Tuesday, October 17, 2017

T-E-A-C-H-E-R

On Saturday night I had the pleasure and privilege of watching my dear friend Story star as Annie Sullivan in Marshall University Theatre's production of "The Miracle Worker."

I have seen all of the shows Story has been in (and have the autographed programs to prove it!), but this one was truly, truly something special. First, because Story was playing a role that was just perfect for her. Second, because Story was a star. And third, because Joe got to see Story perform, and he also got to meet her for the first time.

Story's mom, Jenny, had seen every performance, so by the time we attended on closing night, Jenny had seen the show from almost every angle. This time, the last time, she wanted to see it from the front row. Now, this sounds like a normal thing for someone's mom to say, but you must realize that this production was in Marshall's experimental theatre, so sitting in the front row basically put you on stage in the show. It was truly a wonderful and unique experience to see the show from so close a view.

I was taken in by so very many things that were said and done in this show. For example, Annie's lines:

Everything the earth is full of, Helen.
Everything on it that's ours for a wink.
And what we are on it. The light we bring to it and leave behind in words.
You can see years back in the light of words.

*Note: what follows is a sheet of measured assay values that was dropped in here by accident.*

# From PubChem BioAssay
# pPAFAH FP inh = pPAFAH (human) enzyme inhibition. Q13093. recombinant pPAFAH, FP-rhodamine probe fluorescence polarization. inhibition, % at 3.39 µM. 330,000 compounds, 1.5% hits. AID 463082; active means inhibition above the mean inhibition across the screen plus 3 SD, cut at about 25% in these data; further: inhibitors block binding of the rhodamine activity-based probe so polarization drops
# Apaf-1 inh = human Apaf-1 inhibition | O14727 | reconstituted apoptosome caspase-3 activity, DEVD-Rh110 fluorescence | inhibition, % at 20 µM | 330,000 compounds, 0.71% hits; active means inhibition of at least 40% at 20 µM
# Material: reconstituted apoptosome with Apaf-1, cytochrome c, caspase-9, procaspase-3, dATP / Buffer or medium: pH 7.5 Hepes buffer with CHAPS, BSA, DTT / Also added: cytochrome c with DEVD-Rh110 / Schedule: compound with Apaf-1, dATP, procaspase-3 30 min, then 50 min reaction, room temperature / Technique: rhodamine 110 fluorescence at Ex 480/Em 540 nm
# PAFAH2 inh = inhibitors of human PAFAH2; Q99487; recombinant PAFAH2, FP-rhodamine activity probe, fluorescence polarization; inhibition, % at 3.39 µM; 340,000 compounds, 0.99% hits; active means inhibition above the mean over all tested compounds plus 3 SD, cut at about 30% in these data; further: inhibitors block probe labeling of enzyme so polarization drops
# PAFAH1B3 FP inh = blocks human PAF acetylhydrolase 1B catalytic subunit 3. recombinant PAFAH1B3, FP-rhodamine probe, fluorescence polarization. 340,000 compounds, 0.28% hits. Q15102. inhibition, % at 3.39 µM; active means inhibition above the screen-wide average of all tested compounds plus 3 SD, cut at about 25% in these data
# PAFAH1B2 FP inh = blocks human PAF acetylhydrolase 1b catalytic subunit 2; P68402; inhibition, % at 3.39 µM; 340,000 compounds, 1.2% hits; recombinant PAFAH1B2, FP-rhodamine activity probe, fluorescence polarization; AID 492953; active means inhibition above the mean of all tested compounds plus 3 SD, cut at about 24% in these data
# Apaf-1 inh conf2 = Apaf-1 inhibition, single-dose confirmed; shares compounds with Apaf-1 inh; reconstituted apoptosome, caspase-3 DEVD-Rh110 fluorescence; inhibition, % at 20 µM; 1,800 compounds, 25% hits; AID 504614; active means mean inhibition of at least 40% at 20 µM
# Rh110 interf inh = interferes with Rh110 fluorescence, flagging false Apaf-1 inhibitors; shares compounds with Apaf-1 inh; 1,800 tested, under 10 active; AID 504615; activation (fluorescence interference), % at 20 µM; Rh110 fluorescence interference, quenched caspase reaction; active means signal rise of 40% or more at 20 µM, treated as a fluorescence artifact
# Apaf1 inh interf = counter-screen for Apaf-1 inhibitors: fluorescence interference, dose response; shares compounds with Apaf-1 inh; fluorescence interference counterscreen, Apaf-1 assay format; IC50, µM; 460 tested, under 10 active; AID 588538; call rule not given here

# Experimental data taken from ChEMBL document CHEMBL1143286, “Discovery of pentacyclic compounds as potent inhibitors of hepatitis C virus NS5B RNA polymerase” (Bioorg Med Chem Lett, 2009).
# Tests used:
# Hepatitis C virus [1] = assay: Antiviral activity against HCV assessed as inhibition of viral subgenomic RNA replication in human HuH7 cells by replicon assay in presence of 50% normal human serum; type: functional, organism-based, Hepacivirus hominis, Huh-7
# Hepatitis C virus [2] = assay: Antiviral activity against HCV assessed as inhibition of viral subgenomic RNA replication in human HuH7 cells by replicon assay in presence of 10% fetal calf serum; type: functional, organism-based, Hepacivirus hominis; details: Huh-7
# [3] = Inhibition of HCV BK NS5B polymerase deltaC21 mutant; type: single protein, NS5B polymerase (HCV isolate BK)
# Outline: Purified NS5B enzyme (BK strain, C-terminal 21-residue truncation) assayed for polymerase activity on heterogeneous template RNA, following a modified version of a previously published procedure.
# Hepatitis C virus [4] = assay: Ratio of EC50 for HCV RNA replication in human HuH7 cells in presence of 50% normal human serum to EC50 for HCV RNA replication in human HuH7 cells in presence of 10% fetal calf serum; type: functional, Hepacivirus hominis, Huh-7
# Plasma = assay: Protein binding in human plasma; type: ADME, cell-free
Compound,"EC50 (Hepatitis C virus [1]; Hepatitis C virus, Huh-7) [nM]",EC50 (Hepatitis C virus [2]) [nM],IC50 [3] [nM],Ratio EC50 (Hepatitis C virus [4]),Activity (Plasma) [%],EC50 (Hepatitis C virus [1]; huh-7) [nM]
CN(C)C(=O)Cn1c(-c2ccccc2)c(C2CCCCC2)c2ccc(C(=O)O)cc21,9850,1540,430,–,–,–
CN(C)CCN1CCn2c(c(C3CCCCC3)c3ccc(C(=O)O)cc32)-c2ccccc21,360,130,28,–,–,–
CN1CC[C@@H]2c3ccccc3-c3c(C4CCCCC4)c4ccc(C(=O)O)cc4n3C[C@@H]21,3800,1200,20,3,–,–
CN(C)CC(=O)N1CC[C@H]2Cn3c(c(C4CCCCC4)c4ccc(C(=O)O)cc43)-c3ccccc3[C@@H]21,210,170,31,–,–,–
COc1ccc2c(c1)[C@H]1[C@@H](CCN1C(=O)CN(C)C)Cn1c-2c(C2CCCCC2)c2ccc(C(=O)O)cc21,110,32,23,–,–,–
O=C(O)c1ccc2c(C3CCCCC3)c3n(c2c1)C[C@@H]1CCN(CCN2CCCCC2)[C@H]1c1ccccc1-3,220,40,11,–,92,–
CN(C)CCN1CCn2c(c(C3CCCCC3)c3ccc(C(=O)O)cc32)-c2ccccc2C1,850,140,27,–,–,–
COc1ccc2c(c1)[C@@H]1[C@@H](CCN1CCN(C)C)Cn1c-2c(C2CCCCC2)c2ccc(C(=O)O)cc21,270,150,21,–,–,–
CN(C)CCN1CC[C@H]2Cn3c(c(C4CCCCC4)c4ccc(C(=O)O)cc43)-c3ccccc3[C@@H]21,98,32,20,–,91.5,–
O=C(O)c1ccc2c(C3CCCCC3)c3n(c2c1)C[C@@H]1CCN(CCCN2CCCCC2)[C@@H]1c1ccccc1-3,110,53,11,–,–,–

Everything we feel, think, know, and share in words.

I teach English, so I traffic in words. My life is words. I live for words. Amazing.

While many things about the show were very moving, there is one part where I just started crying and couldn't stop. Just. could. not. stop. I don't mean a few tears falling. I mean like sobbing, unable to get the words out to explain why I was crying.

It happened right at the end. Helen has just realized that the "w-a-t-e-r" letters Annie has been writing in Helen's hands stand for an actual thing, which is water. Helen "asks" Annie to tell her the names of many other things, including ground, pump, step, mother, and papa.

And then.

Oh, and then.

Helen "asks" Annie who she is.

Annie doesn't sign "A-n-n-i-e." (Which is what my family calls me, actually.)

Oh no, she does not.

What does she sign?

"T-e-a-c-h-e-r."

I lost it.

The thing is, I actually took a sign language class in elementary school, and, while I can't remember most things, I have always remembered the alphabet. So before Annie/Story even said it out loud, I "read" what she signed in Helen's hand:

T-e-a-c-h-e-r.

I was crying before Annie said the word.

Teacher.

Oh.

OH.

When the lights came up, and I was still crying, Joe looked at me and said, "You're crying! Are you okay?"

And I said, sobbing, "That's it. That's exactly it. That is exactly what it's like to reach a student who is hard to reach. That is exactly how it feels."

I told Story that, too, after the show, and she said she just knew that I would love that part. (Of course she did.)

Who are you?

Not Anna.

T-e-a-c-h-e-r.




No comments:

Post a Comment

I'd love to hear from you! Let me know what you think.